Brenda Lyle – FLORIDA TODAY
Q: What is a family caregiver?
A: Family caregivers are sons, daughters and spouses who find themselves the nurses, counselors and pharmacists to their parent or spouse. Most family caregivers are thrust into the situation unexpectedly. And while 12 states provide compensation for family caregivers, most are unpaid.
Caregiving by the numbers
According to 2020 statistics from the National Alliance for Caregiving and AARP, there are 53 million family caregivers in the U.S., with women comprising 61%.
Within the caregiving ranks, 45% report that their role has had a negative financial impact on them and 21% report a decline in their own health as a result of being a caregiver.
What is the impact on family caregivers?
Caregiving can exact a physical, mental and financial toll. Family members may find themselves performing tasks like bathing, meal preparation and medication management for their parent or spouse.
They may have become the decision-maker for their impaired relatives. These role changes can strain the family dynamic and individual relationships.
Complex care scenarios can affect caregiver health and result in “caregiver burnout,” which can come on rapidly. Burnout may exacerbate the stress of caregiving, creating a cycle of fatigue, depression and social isolation.
Where is the help?
When a caregiving situation arises, families may first think to seek out a paid caregiver.
However, the cost of caregiving can be daunting for some. Private duty care in Central Florida costs an average of $25/hr. Adult daycare averages $65/day.
Medicaid assistance is possible — but generally cannot be counted on to provide an immediate solution for financial challenges.
Central Florida agencies such as Share the Care, Seniors First and Aging Matters can help ease the caregiving burden, offering respite care, support groups, low-cost adult daycare and other programs.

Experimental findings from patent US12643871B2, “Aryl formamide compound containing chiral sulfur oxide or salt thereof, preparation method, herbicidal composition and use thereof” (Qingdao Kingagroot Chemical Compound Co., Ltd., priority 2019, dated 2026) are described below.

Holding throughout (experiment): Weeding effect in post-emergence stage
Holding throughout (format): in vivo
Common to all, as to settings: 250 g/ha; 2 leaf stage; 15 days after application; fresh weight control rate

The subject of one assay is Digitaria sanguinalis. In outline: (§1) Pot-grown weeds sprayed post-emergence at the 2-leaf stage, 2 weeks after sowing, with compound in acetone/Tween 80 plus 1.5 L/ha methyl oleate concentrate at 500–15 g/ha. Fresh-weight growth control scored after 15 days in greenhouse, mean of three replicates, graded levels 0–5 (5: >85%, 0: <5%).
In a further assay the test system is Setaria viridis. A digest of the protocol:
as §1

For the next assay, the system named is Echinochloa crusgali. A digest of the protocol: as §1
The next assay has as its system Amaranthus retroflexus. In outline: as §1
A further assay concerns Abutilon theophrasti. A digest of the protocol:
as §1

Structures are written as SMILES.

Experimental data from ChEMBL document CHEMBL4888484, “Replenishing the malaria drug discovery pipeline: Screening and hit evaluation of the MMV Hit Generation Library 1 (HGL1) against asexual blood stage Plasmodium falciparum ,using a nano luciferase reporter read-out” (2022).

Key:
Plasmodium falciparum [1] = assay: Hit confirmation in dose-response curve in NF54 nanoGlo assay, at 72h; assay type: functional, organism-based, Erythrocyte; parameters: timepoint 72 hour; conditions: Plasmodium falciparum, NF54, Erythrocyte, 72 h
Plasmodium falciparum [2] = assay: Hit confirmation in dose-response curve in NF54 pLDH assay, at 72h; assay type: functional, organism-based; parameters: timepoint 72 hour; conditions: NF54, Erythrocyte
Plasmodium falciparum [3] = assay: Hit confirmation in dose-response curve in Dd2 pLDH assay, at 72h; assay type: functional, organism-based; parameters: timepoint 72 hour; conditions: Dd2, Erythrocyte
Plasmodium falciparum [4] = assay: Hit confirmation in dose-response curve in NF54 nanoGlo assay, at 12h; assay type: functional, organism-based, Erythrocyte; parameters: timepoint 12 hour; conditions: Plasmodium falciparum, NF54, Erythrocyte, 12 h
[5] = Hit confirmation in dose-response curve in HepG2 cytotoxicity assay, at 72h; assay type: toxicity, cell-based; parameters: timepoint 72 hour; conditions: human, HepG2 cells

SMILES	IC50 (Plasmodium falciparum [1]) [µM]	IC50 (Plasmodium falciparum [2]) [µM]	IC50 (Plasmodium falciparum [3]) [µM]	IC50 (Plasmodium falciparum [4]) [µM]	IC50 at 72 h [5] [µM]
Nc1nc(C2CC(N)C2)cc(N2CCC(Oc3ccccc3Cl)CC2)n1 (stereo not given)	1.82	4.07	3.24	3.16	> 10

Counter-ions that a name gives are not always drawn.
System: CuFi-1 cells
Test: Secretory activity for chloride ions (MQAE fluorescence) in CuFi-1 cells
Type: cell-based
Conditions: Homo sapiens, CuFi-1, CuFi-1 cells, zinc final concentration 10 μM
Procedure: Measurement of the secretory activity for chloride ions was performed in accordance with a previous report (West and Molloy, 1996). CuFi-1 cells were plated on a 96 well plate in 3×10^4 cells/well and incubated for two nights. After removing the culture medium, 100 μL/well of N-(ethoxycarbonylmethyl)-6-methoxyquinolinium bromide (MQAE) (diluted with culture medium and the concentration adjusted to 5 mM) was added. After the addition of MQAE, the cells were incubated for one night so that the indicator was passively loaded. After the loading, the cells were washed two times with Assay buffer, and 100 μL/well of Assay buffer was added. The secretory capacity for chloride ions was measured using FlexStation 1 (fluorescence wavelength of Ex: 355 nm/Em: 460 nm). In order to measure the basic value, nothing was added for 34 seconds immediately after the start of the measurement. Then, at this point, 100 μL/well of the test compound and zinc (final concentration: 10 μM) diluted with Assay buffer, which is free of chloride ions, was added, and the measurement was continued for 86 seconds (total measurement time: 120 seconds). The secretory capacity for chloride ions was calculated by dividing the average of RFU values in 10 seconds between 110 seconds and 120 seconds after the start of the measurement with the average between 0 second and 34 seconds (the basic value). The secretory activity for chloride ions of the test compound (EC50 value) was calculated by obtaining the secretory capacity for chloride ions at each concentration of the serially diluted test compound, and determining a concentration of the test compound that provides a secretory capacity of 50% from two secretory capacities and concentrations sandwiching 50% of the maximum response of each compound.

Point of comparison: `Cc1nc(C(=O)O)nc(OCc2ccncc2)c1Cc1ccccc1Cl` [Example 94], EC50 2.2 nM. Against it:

Orlando’s Senior Resource Alliance serves Brevard, Orange, Osceola and Seminole counties and is a point of contact for the many services and programs of the state and federal government, including assistance with respite care, homecare and Medicaid.
What does the future hold?
The number of people over age 65 in the U.S. is projected to double over the next 40 years. At the same time, American families are having fewer children, which means fewer family caregivers in the years ahead.
Caregiving costs will likely continue to rise, making it imperative for families to think about and plan financially now — for care as they age.
One Senior Place can help you find the resources to create a long-term caregiving plan. If you need additional incentive, read “Already Toast” by Kate Washington, an eye-opening 2021 account of unpaid family caregiving.
One Senior Place is a marketplace for resources and provider of information, advice, care and on-site services for seniors and their families. Questions for this column are answered by professionals in nursing, social work, care management and in-home care. Send questions to AskOSP@OneSeniorPlace.com, call 321-751-6771 or visit One Senior Place, The Experts in Aging.
Brenda Lyle is a Certified Care Manager and Certified Dementia Practitioner with One Senior Place, Greater Orlando.